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Randy Gilson, Randyland

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Visiting Information

Randyland is open most days during the warmer months from 1 – 7 pm, and visitors are welcome to view and explore the various displays around the property.

About the Artist/Site

Randy Gilson was one of six children of a single mother; the family occasionally experienced homelessness when he was a child. Saddened by the ascetic nature of their existence, he would troll the neighborhood looking for abandoned bicycles and broken toys that he brought home to repair, bringing them up into the house on Christmas Eve so that his home looked more like the one he saw in pictures.

In the early 1980s he moved into the tough Central North Side streets of Pittsburgh while working toward a cooking certification at the local community college. He’d fallen in love with the architecture, although many of the streets were littered with garbage and many of the buildings had seen better days. Dipping into his savings from his job as a waiter, in 1995 he put $10,000 on his credit card to purchase a three-story building with a streetside courtyard on Arch Avenue in the old Mexican War Streets district. He also spent $1000 on discarded whiskey barrels, placing them in front of his neighbors’ homes to encourage their use as planters, and began picking up the litter. On his own he planted hundreds of mini flower and vegetable gardens around the neighborhood.

Given his background, while Gilson says that he knew nothing about art or gardening, he did know how to stretch a penny, and he understood the value of recycling the cast-offs he’d find on corners and neighborhood alleyways. He used his tips to buy cans of returned paint in bright colors or planters with cracks and chips in order to supplement the found objects that he began to install in the courtyard and on the façades of the building. On one side he painted a 40-foot high mural of mountains, waterfalls, and a golden castle, adorned with cutout ladybugs and butterflies. In another area he mapped out the city of Pittsburgh itself, extending far out from downtown to showcase his own neighborhood. He wants people to visit, and to understand the diversity that makes up his city. He adorned the streets on the map with miniature models of buildings and the local attractions.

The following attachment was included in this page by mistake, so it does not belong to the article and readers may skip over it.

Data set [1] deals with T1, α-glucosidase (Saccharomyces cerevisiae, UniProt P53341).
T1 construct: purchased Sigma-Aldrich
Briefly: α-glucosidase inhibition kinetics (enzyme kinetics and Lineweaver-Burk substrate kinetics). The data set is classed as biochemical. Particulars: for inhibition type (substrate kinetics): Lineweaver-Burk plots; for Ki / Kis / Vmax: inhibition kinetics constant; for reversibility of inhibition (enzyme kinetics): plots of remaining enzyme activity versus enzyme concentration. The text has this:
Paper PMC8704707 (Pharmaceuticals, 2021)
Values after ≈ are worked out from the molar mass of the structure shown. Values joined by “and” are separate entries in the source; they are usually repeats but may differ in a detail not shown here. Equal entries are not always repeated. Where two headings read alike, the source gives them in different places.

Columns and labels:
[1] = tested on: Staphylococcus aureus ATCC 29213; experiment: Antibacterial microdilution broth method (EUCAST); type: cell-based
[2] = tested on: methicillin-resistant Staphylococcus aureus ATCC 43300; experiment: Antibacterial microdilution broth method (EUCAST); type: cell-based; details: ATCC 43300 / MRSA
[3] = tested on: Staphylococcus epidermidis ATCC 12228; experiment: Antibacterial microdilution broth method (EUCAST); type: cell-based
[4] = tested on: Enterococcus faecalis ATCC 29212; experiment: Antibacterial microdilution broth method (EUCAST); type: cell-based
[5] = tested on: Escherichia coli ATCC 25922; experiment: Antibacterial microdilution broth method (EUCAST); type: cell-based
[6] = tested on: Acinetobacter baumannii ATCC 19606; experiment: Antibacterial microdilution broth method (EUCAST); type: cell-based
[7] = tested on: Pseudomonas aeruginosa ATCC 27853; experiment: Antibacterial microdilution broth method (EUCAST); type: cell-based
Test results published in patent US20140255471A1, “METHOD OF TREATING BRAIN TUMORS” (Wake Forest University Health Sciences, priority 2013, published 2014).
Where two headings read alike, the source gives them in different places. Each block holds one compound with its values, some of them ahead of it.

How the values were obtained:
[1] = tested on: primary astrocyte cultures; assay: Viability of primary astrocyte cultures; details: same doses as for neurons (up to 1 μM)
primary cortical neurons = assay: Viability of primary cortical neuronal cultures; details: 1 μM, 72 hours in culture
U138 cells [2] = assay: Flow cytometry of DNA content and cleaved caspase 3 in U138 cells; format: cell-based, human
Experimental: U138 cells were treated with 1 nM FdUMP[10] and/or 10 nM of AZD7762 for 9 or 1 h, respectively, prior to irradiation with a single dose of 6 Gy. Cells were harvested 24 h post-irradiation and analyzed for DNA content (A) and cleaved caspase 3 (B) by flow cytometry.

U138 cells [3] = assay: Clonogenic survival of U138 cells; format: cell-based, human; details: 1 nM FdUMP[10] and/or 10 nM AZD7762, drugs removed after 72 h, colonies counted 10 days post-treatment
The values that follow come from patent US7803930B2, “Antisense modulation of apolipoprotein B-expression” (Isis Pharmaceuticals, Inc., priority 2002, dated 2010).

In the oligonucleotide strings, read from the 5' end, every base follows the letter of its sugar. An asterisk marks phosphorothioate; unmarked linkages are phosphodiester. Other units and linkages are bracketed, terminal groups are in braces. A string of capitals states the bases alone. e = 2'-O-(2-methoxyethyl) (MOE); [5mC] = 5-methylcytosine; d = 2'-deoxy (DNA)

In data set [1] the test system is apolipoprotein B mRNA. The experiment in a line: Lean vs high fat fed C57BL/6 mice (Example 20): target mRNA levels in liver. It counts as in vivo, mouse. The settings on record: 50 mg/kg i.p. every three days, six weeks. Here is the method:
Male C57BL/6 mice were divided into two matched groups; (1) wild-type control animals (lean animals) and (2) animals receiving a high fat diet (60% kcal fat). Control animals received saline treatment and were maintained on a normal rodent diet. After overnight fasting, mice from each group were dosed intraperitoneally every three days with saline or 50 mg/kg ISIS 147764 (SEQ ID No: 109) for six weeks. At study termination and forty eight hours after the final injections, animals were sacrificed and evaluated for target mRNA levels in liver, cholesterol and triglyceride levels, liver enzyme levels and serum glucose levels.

The buildings and courtyard are decorated with constructed and recuperated butterflies, swans, miniature lobsters and dinosaurs, pink plastic flamingoes and green alligators, mannequin heads, metal flowers, tiki mugs, metal porch chairs, and more. In the courtyard they are placed among low rock fences and all kinds of gardens, including succulents, firs, and flowers, set into sewer pipe planters and other recycled containers. Street and advertising signs and animal cut-outs are affixed to the upper levels of the side façade, and all windows and doors are limned with rainbow colors. Polka dots, giant tropical leaves, and stripes are standard painting treatments, and silhouetted figures of dancers and musicians make it look like as if there is a constant party going on inside; their be-bopping movements are echoed in life-size figures painted in vibrant colors onto the surrounding wooden fences.

Almost from the beginning Gilson successfully used his own efforts in an attempt to motivate his neighbors to invest in their own gardens and renovations, inspiring small streetscape and public art installations in all corners of the neighborhood. At one point, this resulted in a small grant from the Western Pennsylvania Conservancy, but he mostly worked on his own. (He has always accepted donations, either financial or in-kind – except for paint in “boring” colors.) However, in mid-2014 he reached out to the general public for the first time, launching a Kickstarter campaign to raise $10,000 to help restore the map mural with better paints and stronger materials. Up until that point, he estimated that he had invested over $100,000 of his own money on beautifying the site and, according to his own count, had himself established 850 gardens, 8 parks, and numerous artworks in both two and three dimensions.

Randyland is open most days during the warmer months from 1 – 7 pm, and visitors are welcome to view and explore the various displays around the property.

~Jo Farb Hernández

 

 



Map and site information

1501 Arch Street
Pittsburgh, Pennsylvania, United States
Latitude/Longitude: 40.457924 / -80.009755

Visiting Information

Randyland is open most days during the warmer months from 1 – 7 pm, and visitors are welcome to view and explore the various displays around the property.

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